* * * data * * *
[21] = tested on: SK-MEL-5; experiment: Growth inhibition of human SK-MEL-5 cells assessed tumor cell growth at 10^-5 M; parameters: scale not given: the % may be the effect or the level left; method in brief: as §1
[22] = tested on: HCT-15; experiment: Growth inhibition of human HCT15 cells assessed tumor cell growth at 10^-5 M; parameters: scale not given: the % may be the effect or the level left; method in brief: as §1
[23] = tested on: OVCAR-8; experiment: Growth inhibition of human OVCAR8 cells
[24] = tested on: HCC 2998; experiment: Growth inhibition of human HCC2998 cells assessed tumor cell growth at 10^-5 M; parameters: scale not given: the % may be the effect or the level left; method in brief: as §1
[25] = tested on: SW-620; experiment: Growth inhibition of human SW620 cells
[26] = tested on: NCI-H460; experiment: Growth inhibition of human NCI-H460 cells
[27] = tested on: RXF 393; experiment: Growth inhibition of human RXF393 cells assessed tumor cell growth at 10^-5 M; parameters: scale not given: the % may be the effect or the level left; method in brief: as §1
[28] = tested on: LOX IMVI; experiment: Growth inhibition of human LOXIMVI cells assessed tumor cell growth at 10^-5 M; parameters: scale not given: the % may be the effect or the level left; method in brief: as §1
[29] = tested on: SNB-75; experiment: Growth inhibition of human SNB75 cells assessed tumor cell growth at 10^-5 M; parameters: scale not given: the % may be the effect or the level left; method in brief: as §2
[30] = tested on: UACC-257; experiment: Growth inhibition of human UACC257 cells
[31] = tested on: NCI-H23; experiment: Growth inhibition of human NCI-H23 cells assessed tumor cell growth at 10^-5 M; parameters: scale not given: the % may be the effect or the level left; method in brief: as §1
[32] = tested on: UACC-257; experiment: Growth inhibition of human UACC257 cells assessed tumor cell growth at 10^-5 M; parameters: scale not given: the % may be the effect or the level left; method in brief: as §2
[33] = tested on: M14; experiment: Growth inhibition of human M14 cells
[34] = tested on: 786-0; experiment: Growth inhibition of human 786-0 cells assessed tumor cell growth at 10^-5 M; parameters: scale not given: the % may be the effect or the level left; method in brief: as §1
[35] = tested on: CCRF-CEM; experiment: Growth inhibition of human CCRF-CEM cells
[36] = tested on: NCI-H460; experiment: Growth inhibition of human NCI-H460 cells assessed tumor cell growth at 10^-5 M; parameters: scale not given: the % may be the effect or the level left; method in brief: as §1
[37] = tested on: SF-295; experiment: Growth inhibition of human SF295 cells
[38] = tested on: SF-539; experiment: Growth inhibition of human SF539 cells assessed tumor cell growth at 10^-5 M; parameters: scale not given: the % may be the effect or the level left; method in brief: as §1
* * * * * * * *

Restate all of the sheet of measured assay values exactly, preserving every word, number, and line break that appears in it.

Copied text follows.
[21] = tested on: SK-MEL-5; experiment: Growth inhibition of human SK-MEL-5 cells assessed tumor cell growth at 10^-5 M; parameters: scale not given: the % may be the effect or the level left; method in brief: as §1
[22] = tested on: HCT-15; experiment: Growth inhibition of human HCT15 cells assessed tumor cell growth at 10^-5 M; parameters: scale not given: the % may be the effect or the level left; method in brief: as §1
[23] = tested on: OVCAR-8; experiment: Growth inhibition of human OVCAR8 cells
[24] = tested on: HCC 2998; experiment: Growth inhibition of human HCC2998 cells assessed tumor cell growth at 10^-5 M; parameters: scale not given: the % may be the effect or the level left; method in brief: as §1
[25] = tested on: SW-620; experiment: Growth inhibition of human SW620 cells
[26] = tested on: NCI-H460; experiment: Growth inhibition of human NCI-H460 cells
[27] = tested on: RXF 393; experiment: Growth inhibition of human RXF393 cells assessed tumor cell growth at 10^-5 M; parameters: scale not given: the % may be the effect or the level left; method in brief: as §1
[28] = tested on: LOX IMVI; experiment: Growth inhibition of human LOXIMVI cells assessed tumor cell growth at 10^-5 M; parameters: scale not given: the % may be the effect or the level left; method in brief: as §1
[29] = tested on: SNB-75; experiment: Growth inhibition of human SNB75 cells assessed tumor cell growth at 10^-5 M; parameters: scale not given: the % may be the effect or the level left; method in brief: as §2
[30] = tested on: UACC-257; experiment: Growth inhibition of human UACC257 cells
[31] = tested on: NCI-H23; experiment: Growth inhibition of human NCI-H23 cells assessed tumor cell growth at 10^-5 M; parameters: scale not given: the % may be the effect or the level left; method in brief: as §1
[32] = tested on: UACC-257; experiment: Growth inhibition of human UACC257 cells assessed tumor cell growth at 10^-5 M; parameters: scale not given: the % may be the effect or the level left; method in brief: as §2
[33] = tested on: M14; experiment: Growth inhibition of human M14 cells
[34] = tested on: 786-0; experiment: Growth inhibition of human 786-0 cells assessed tumor cell growth at 10^-5 M; parameters: scale not given: the % may be the effect or the level left; method in brief: as §1
[35] = tested on: CCRF-CEM; experiment: Growth inhibition of human CCRF-CEM cells
[36] = tested on: NCI-H460; experiment: Growth inhibition of human NCI-H460 cells assessed tumor cell growth at 10^-5 M; parameters: scale not given: the % may be the effect or the level left; method in brief: as §1
[37] = tested on: SF-295; experiment: Growth inhibition of human SF295 cells
[38] = tested on: SF-539; experiment: Growth inhibition of human SF539 cells assessed tumor cell growth at 10^-5 M; parameters: scale not given: the % may be the effect or the level left; method in brief: as §1